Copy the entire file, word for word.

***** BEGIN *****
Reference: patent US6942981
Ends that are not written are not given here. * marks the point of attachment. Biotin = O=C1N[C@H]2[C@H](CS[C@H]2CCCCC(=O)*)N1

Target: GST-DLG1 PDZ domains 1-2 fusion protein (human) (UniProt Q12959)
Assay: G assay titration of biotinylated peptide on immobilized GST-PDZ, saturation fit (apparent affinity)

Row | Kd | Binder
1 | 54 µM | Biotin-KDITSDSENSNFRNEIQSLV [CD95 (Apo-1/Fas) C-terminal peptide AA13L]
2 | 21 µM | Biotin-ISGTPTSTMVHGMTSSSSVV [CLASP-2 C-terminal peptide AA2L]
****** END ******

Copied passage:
Reference: patent US6942981
Ends that are not written are not given here. * marks the point of attachment. Biotin = O=C1N[C@H]2[C@H](CS[C@H]2CCCCC(=O)*)N1

Target: GST-DLG1 PDZ domains 1-2 fusion protein (human) (UniProt Q12959)
Assay: G assay titration of biotinylated peptide on immobilized GST-PDZ, saturation fit (apparent affinity)

Row | Kd | Binder
1 | 54 µM | Biotin-KDITSDSENSNFRNEIQSLV [CD95 (Apo-1/Fas) C-terminal peptide AA13L]
2 | 21 µM | Biotin-ISGTPTSTMVHGMTSSSSVV [CLASP-2 C-terminal peptide AA2L]